Cycle Chinatown


My first reaction was: Chinatown? Narrow congested lanes and alleyways, hardly room to move, let alone cycle. And so hot too. But I was so so wrong.

We met Art, our diminutive but lovely guide, at the Grand China Princess Hotel in Chinatown, donned our helmets, mounted our smart SpiceRoads bikes and we were off, weaving in and out of gridlocked traffic and bustling pedestrians. Perfect and surprisingly cool when pedalling. First port of call chinatownwas the local Chinese hospital with its infinite array of Chinese powders and potions (not tempted). A quick visit to a splendid temple but spoilt by the swarms of camera wielding tourists. Then leaving our bikes outside we ducked into the covered Chinese market and were engulfed by the noise, the sights and the smells of a vast array of products and produce. Chicken feet imported from Europe and other parts of the world are piled up on counters as are other interesting parts of animals, birds and reptiles. We stopped at a tea stall, sampled various teas, some very expensive and we settled for a medium priced but delicious jasmine.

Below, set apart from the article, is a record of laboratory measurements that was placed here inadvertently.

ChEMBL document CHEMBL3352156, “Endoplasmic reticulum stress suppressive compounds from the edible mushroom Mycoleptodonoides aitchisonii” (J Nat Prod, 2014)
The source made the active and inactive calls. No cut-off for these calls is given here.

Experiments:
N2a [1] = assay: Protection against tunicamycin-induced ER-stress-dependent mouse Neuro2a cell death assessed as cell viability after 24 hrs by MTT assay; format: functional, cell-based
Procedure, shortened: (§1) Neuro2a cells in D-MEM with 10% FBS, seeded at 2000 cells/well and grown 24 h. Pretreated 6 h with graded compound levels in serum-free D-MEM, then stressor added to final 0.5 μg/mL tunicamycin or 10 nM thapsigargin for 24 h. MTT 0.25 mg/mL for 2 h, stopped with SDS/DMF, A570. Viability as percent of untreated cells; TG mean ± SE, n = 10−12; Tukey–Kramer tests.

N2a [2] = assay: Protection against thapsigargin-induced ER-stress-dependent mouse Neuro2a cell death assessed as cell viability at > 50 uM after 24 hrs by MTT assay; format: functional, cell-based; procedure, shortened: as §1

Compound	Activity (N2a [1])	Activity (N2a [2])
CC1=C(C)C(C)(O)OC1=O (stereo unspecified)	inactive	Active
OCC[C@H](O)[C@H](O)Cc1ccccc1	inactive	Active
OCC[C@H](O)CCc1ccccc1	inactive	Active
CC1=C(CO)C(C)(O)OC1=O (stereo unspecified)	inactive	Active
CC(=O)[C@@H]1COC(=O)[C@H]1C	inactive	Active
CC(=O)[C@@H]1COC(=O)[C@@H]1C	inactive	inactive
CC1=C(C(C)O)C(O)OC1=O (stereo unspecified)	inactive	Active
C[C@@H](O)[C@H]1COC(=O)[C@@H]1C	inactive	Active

We returned and remounted our bikes and head down to the Chao Phraya waterfront and took the local open boat ferry across to quieter Thonburi, with a relaxing cycle along the waterfront pathway and then along alleyways to the serene and cool memorial to the King’s Mum “Srinagarindra, the Royal Grandmother”. A remarkable woman who was deeply involved in social welfare and craftwork. We visited less crowded temples and other sites including sampling cakes hot from the Portuguese artisan bakery before heading back to the ferry and the hotel.

Bikes in Chinatown? Yes, I am converted: it is easy, fun and a quick way to get around. And cool too! And our guide? Superb: Art was enthusiastic, knowledgeable, good company and always helpful. This is a half-day tour that I would recommend to anyone, who can ride a bike, to go on. Well done SpiceRoads!

Kuan Yim ShrineChinatown











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